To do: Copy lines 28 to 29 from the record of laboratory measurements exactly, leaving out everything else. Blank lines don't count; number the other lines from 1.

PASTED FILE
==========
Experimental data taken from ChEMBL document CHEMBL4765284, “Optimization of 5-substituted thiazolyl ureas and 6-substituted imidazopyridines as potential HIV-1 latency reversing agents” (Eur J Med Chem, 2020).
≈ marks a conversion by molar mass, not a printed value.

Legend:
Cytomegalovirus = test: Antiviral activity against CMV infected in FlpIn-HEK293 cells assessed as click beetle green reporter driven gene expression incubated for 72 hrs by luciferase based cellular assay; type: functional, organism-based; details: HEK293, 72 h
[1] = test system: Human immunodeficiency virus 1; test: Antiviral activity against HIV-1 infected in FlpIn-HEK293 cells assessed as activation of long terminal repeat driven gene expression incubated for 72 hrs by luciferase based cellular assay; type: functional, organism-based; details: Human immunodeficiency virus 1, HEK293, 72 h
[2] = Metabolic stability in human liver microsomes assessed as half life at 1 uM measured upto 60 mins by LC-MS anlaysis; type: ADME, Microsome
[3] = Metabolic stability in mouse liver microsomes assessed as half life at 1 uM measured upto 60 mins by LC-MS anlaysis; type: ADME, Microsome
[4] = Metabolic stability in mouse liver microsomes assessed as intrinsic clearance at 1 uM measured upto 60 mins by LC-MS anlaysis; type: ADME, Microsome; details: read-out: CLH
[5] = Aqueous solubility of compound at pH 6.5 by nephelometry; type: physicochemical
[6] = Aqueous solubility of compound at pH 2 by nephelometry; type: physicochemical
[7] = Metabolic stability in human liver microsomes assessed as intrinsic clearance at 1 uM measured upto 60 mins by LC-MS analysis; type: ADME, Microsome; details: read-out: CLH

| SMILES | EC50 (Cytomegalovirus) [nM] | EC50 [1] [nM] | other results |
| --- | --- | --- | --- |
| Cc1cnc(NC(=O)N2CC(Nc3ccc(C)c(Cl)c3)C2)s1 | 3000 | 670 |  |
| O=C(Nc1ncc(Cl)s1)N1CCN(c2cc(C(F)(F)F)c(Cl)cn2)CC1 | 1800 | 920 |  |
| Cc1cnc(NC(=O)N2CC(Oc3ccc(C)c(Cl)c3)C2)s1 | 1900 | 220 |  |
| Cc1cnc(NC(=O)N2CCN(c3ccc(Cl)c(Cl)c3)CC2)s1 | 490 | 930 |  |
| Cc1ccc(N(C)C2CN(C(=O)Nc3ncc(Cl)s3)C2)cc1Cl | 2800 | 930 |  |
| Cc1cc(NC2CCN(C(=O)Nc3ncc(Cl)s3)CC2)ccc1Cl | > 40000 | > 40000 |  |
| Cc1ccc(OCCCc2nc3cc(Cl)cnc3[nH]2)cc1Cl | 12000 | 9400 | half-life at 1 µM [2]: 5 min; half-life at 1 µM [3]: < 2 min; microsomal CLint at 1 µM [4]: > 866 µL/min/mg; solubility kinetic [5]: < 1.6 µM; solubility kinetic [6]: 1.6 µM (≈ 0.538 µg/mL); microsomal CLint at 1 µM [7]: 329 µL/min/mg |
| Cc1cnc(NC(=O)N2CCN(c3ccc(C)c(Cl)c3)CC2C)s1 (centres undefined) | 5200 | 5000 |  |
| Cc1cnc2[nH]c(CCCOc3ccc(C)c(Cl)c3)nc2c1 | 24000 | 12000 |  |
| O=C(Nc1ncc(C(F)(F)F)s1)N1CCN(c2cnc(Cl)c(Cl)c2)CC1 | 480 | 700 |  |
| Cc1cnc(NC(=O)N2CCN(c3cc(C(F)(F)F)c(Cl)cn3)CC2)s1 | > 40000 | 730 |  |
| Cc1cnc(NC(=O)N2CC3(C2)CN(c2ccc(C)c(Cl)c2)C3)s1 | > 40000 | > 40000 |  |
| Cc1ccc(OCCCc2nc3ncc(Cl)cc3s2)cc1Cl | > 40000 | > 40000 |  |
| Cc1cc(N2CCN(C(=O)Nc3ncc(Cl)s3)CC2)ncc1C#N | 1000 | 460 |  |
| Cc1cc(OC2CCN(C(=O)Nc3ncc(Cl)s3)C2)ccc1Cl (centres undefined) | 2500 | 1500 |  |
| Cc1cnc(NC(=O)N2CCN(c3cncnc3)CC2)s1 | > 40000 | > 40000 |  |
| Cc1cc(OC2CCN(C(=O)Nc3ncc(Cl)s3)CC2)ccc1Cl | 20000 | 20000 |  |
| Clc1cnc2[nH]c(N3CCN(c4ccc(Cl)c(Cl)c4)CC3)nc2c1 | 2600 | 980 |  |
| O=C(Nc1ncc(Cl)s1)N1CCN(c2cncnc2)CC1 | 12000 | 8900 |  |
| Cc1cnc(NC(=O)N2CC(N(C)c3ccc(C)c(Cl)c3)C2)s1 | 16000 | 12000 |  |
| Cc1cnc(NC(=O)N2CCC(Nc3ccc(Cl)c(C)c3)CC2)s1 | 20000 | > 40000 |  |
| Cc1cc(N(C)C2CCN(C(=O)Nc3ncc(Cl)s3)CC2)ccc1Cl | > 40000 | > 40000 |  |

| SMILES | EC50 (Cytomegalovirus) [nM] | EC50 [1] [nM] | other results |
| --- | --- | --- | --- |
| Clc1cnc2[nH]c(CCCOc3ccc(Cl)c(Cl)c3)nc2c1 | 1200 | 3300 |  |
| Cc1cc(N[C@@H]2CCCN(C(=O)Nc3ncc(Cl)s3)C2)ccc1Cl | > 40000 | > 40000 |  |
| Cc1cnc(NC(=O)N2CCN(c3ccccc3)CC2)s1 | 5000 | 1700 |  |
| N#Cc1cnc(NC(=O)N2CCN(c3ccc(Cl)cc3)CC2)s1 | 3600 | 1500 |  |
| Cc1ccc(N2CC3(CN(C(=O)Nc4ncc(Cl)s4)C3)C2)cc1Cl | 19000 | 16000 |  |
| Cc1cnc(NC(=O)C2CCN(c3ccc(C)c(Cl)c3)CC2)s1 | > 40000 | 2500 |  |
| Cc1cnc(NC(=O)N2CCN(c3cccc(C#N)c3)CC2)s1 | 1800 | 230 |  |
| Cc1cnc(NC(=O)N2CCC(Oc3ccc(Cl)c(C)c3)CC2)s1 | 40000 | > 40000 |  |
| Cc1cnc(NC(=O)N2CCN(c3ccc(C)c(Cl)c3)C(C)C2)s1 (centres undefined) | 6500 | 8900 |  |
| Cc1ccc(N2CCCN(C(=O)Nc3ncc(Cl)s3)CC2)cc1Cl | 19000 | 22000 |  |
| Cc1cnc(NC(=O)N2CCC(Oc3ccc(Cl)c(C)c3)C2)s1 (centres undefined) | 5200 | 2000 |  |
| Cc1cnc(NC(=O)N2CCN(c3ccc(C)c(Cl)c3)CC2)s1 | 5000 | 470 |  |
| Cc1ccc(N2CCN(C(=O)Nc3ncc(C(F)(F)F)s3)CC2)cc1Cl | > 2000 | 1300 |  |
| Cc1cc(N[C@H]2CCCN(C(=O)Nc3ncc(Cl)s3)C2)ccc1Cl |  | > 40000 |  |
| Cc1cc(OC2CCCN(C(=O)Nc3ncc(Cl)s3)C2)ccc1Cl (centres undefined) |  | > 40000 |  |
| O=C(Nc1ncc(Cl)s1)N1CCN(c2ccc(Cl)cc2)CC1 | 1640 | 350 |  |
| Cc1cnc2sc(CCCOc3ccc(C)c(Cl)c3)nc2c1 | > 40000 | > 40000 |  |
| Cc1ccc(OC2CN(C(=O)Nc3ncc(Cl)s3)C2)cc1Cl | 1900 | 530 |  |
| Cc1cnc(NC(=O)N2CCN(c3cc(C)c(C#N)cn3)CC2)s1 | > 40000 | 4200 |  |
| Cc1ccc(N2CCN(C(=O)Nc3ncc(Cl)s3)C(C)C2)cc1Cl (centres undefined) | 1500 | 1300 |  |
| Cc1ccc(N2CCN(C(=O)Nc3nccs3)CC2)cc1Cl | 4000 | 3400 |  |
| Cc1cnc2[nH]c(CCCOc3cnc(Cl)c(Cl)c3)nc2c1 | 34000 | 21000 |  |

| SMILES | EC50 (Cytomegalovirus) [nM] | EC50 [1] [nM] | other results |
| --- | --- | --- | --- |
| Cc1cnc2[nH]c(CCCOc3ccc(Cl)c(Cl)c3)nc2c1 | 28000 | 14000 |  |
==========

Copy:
| Cc1cc(OC2CCN(C(=O)Nc3ncc(Cl)s3)C2)ccc1Cl (centres undefined) | 2500 | 1500 |  |
| Cc1cnc(NC(=O)N2CCN(c3cncnc3)CC2)s1 | > 40000 | > 40000 |  |